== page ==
While we’re watching and critiquing others, the call invariably comes to suit up and get on the field ourselves. It’s a moment of truth. What will you say?
The Experts Have Spoken—From Their Recliners
You can watch sports to the point you actually start thinking you can do what you see done. Great athletes make it all look so easy. I used to be a boxing fan, and I remember hollering at the guy I was rooting for, telling him to, “Get up! Get outta there!” I gave him technical directions, too, like, “Uppercut! Right cross! Jab, jab, jab!” I’ve never thrown any of those punches in my life. Other than the time I got into a brawl with a bully in high school and clocked him with one wild roundhouse. That ended the fight, but it wasn’t boxing. It was more like going crazy on a dude and hoping for the best.
Still, I could get mad at a professional on my television screen as he was exhausted in the eighth round, and hurting all over, and sweating like a geyser. All while I sat in my recliner, working my way through a whole plate of wings.
I’m pretty sure I know where the fighter went wrong. And why the quarterback blew that last pass. Or how the Olympic runner could have gone faster. I know, because I’ve watched the best.
Just as some of the most uncharitable art critics aren’t artists, and the most unkind film critics aren’t producers, some of the worst sports critics are those who never played. We call them armchair quarterbacks. For sure, there’s no substitute for being on the field. That’s where you find out how little you know. That’s where you develop a hunger to learn.
In the Christian life, those who get on the field are those who serve. Trust me when I say these people are rare. The Apostle Paul certainly knew it. People should have been jumping at the opportunity to work alongside him in Ministry endeavors. But he writes in Philippians, “I hope in the Lord Jesus to send Timothy to you soon, so that I too may be cheered by news of you. I have no one like him, who will be genuinely concerned for your welfare. They all seek their own interest, not those of Jesus Christ. But you know Timothy’s proven worth, how has a son with the father he has served with me in the gospel (2:19-22). Apparently even first century Christians weren’t above acting like pew potatoes.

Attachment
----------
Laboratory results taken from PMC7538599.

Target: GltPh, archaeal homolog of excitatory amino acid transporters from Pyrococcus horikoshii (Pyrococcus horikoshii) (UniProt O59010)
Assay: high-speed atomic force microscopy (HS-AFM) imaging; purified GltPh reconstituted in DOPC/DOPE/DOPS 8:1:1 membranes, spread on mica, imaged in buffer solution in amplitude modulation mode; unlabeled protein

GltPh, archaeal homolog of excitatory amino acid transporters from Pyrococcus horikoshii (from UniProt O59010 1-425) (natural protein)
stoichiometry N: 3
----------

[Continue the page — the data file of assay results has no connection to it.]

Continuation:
But Paul was onto something. Service in the body of Christ puts us on the field, in the center of the will of God.
A Reasonable Request and an Unreasonable Response
After Paul delivered a protracted, powerhouse case for Gentile inclusion into the membership of God’s people (Rom. 11)—an honor of inestimable worth—he appealed to the Roman Christians to do the most obvious and reasonable thing—to present their bodies a living sacrifice (12:1). Christ’s gift of grace had made those undeserving, non-people into the people of God (c.f. 9:25-26). Paul didn’t want such favor to fall flat upon their hearts.
Therefore, he appeals to them, hoping to continue his tone of grace. Anything less, like a command, would seem in this context like so much crass coercion. And yet, one of the first words we’ve all learned was “No.” We’ve become well-practiced in saying it, rehearsing it toward everything from spinach to prostate exams, and we’re often the poorer for it. “No” might be said literally, or dressed up under layers of reason. But one thing is for sure, “No” and sacrifice often don’t go together. In fact, a “no” to Paul’s appeal short circuits the whole process that he describes coming after it.
“I appeal to you therefore, brothers, by the mercies of God, to present your bodies as a living sacrifice, holy and acceptable to God, which is your spiritual worship. 2 Do not be conformed to this world, but be transformed by the renewal of your mind, that by testing you may discern what is the will of God, what is good and acceptable and perfect.”
The sequence begins with presenting our bodies. Physical presence is not everything, but it is undeniably important. We can’t simply say our heart is in the right place while our bodies are elsewhere. This is everyone’s struggle. We’d like to offer almost anything other than physical commitments. But the bottom line is that being on the field isn’t about intentions first, it’s about who can be counted on to show up.